(Steph Chambers / Getty Images)

“There’s a real advantage that we’re seeing with the women’s game,” former WNBA president Donna Orender said. “Collegiately, athletes staying together on teams, the quality of those teams, consistency, their fan base, their own brands as opposed to popping out young.”

Even if the age requirement suddenly shifted, it’s still unlikely players would leave early. They would be giving up the security of college for a league where more than half of every draft class struggles to even make a season-opening roster. Many elite college programs, including UCLA and USC, already travel on chartered flights. Players have round-the-clock access to first-class training facilities with their schools.

In 2009, guard Epiphanny Prince left Rutgers after her junior season to sign a professional contract in Europe, but with name, image and likeness rules implemented recently, players don’t have to choose earning potential over eligibility anymore. Matching the equivalent of a lottery pick’s rookie salary of $68,000 is not only possible, it’s easily attainable for a phenom such as Watkins — whose reported six-figure NIL valuation already eclipses the 2023 average WNBA salary of roughly $113,000.

But what puts Watkins at the center of the draft eligibility conversation isn’t just that she’s poised to be the sport’s next commercial star. It’s that she has the game to back it up.

Koclanes, who helped coach the Sun to the WNBA Finals in 2019 and 2022, says he believes the 6-foot-2 teenager already has the skill set, strength and mindset to play in the league.

“If I’m being completely honest, I think she could come off the bench and be a spark plug for somebody right now,” Koclanes said. “She would have to adapt because from high school to college, now college to the pro, it’s a whole other level of speed, physicality. But the way she’s been able to adjust already here, she’s going to be able to do it.”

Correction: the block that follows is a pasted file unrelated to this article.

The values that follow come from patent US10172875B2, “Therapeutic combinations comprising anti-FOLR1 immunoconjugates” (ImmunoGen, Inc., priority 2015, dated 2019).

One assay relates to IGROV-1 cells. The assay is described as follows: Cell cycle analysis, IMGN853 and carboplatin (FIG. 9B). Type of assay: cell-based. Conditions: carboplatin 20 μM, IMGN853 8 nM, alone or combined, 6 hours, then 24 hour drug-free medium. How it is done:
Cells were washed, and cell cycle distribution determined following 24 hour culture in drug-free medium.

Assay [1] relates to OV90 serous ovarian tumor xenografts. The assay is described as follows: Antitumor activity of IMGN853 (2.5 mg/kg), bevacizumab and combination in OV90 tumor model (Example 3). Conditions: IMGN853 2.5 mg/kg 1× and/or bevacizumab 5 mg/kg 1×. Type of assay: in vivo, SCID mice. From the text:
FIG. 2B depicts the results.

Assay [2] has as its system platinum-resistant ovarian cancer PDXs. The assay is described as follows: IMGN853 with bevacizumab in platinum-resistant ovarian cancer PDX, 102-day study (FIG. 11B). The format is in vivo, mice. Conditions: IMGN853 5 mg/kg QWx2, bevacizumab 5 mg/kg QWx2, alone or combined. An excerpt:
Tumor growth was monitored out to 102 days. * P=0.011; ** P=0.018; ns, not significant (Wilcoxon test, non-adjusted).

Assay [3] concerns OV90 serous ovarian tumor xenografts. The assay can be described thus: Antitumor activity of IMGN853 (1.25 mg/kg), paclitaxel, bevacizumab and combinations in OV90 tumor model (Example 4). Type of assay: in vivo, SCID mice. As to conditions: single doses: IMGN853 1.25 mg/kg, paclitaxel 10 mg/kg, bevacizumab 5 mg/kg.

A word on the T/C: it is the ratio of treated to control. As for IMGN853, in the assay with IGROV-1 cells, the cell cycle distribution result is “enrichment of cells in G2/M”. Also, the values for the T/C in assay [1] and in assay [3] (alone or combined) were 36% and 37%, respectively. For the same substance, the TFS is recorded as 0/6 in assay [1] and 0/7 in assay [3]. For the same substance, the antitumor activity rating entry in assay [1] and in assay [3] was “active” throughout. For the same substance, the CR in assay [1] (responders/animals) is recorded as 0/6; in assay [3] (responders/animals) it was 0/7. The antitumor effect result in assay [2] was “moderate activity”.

The WNBA is often unforgiving for rookies as rosters are not only shorter than their 15-player NBA counterparts, but WNBA teams don’t have two-way contracts or a developmental league.

Players have tried to approach the WNBA about roster expansion or loosening the hard salary cap that often limits teams to 11 players, but the solution was “not lucrative,” WNBPA president Nneka Ogwumike said last year.

The issue could come up again during the next round of negotiations. Players are also expected to call for charter flights, revisions to the prioritization clause that limits overseas opportunities and better revenue sharing. Each topic could easily overshadow potential revisions to the age requirement.

But each area still contributes to the overall growth of women’s basketball, Orender emphasized. The cumulative effect leads to the possibility that the next generational talent could one day not only choose to play with the pros early, but also receive top-notch treatment and development opportunities on the other side.

“It’s a real indicator of growth and interest that the WNBA is a destination for the best talent in the world and that young players are targeting it,” Orender said. “That’s where they want to be. That’s where their goals are in addition to winning a national championship.”